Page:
Fairfield Police Department’s Explorer program is looking to rebuild with new recruits.
Launched in 2010, the program allows youth between the ages of 14 and 21 to have the opportunity to see what a police officer does so if becoming a police officer is what they want to do in the future, “they know what they’re getting into,” said Sgt. Jeff Sprague.
“Some kids we get in, 20-year-olds, as part of the program and they’re like ‘I don’t want to do this. This isn’t for me.’ … and they leave and we’re fine with that,” Sprague said. “But along the way … we’re not just teaching them how we do the job, so that if they do decide to do it, they’re better at it than the person who starts this jobs without this background and experience, but we also teach them life skills that you don’t necessarily get in schools.”
That includes leadership responsibilities, public service and work ethic, as well as a better insight and higher degree of respect of what law enforcement does.
The program meets for two hours starting at 7 p.m. every other Thursday during the fall, then switches to every Thursday starting in January.
There are seven recruits for this year’s session but the program typically grows to between 10 and 12 explorers at a time.
“This is the time of the year when you usually rebuild because kids who graduate high school leave and go to college or the military,” he said.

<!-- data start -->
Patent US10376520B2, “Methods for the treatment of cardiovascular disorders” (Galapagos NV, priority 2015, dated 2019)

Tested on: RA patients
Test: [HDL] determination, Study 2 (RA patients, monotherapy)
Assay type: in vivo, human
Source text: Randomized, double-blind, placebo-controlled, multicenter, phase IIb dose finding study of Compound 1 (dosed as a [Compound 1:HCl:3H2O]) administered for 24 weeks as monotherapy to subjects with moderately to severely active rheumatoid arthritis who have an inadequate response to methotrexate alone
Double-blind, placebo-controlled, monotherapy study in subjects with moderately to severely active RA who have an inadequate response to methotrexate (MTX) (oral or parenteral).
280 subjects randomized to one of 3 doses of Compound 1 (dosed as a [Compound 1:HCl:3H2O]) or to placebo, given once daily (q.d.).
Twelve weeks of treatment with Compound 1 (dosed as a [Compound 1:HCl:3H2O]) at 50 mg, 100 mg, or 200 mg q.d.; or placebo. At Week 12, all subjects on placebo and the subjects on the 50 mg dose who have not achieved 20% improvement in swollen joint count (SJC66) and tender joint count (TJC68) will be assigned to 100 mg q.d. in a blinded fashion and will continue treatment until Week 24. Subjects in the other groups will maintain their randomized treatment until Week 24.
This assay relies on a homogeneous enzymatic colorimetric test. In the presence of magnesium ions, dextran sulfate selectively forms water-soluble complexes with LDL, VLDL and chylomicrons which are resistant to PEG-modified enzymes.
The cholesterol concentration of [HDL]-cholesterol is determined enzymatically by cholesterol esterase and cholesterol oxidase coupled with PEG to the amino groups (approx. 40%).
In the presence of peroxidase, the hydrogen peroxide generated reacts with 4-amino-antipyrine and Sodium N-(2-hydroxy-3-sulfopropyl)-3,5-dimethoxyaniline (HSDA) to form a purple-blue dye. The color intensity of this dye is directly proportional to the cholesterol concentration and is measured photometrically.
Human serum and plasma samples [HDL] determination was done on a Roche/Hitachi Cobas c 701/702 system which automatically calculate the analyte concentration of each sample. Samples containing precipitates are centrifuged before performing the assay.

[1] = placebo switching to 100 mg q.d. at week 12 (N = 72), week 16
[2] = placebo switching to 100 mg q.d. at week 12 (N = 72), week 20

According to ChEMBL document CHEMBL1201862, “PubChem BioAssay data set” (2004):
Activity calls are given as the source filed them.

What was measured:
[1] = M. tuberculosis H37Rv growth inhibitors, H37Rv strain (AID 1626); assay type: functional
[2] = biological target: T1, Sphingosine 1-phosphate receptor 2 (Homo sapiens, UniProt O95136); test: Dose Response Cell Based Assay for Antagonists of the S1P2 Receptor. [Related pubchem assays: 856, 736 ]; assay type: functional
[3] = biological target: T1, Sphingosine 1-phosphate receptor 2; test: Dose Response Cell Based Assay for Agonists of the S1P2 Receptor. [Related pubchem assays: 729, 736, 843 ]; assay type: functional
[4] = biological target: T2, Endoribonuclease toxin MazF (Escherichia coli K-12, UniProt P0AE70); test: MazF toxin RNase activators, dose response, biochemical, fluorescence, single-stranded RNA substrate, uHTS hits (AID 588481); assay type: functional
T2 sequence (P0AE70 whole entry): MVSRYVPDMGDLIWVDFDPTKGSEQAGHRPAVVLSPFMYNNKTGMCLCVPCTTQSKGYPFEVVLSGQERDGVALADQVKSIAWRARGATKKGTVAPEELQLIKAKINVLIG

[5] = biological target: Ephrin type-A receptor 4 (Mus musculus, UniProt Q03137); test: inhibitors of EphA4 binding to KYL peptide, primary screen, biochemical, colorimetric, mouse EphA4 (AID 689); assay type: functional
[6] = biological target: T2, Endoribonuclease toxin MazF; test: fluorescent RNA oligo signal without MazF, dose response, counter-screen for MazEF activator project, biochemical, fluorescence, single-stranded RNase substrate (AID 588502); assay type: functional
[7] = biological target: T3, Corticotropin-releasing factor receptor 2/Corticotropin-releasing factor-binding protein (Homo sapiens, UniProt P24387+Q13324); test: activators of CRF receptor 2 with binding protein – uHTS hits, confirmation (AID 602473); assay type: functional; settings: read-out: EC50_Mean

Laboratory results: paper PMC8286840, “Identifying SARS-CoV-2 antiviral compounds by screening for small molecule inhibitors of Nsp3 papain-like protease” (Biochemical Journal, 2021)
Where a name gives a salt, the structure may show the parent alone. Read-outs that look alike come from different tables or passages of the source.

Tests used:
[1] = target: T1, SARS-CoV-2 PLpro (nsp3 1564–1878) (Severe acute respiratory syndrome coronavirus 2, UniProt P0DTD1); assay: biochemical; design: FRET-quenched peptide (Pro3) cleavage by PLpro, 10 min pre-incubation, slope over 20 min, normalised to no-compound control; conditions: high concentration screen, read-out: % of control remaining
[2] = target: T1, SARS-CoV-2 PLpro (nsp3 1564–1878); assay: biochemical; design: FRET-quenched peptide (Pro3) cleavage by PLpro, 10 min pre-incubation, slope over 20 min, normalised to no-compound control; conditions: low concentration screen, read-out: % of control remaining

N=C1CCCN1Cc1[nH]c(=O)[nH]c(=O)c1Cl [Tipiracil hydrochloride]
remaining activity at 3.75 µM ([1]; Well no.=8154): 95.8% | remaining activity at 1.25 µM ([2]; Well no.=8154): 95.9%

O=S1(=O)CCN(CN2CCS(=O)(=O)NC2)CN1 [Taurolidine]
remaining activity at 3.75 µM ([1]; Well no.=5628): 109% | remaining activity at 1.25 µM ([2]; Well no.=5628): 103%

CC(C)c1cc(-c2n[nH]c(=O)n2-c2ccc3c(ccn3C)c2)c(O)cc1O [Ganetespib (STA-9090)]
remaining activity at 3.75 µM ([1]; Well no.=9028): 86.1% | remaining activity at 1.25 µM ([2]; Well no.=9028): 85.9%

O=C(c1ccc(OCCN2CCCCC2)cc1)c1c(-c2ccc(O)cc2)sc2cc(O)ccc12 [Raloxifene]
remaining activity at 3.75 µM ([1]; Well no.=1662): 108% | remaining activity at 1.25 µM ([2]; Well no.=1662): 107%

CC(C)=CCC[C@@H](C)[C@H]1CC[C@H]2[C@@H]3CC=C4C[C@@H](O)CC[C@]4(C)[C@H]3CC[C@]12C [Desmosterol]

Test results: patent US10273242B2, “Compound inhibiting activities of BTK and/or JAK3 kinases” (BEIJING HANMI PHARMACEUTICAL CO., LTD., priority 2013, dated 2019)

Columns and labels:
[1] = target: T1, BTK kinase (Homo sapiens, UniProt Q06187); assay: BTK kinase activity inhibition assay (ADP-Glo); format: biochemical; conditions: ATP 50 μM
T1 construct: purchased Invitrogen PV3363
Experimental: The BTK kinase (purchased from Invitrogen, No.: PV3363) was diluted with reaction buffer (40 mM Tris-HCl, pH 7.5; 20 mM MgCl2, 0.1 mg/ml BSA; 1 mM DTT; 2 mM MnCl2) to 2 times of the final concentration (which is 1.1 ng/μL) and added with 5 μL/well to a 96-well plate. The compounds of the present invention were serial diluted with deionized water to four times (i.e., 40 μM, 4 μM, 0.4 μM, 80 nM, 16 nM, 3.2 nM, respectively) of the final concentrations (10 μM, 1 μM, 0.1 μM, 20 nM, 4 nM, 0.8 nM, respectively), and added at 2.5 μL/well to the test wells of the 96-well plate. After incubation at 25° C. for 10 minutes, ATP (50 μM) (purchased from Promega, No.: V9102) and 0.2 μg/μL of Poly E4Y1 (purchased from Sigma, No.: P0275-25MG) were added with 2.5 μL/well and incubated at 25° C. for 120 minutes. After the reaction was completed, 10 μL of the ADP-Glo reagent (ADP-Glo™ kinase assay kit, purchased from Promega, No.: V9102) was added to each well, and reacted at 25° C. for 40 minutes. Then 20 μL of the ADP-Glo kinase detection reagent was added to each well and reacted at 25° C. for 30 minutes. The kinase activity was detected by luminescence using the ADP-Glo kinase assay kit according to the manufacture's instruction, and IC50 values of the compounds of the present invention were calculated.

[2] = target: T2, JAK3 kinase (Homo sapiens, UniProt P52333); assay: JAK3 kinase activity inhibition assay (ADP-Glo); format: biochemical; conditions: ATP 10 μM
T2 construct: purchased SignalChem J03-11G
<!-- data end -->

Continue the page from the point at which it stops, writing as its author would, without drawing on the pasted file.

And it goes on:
Cody Baker, 20, said he’s had a desire since he was 14 years old to explore what being a police officer is like. He said the program “really gives an insight” into just that and is a great way for him to get ahead before going to police academy.
“You do a little bit of ride-alongs to get familiar with what you’ll see and what you’ll be doing,” Baker said. “You get good training, you do traffic stops … building searches, search and seizures, suspect approach, all of that.”
Sprague administers the free program along with Sgt. Lori Cresap and officers Mike Woodall and Matt Kellum.
Since its founding in 2010, two explorers have taken positions in private security and two have continued on to law enforcement positions, including 22-year-old Josh Mossman, who was hired by Fairfield Police Department in August and is now in its field training program, Sprague said.
Having an explorer become a police officer is “like being a proud parent,” he said.
“You spend so much time teaching these kids how to do your career as a parent would teach them their skills and all this time teaching how to be a good steward to the community and productive adults in society and then you turn around and that’s what they’re doing when you become a police officer,” Sprague said. “They’re applying the skills that you taught them as a police officer and as a person and it’s all coming together when they get hired.”
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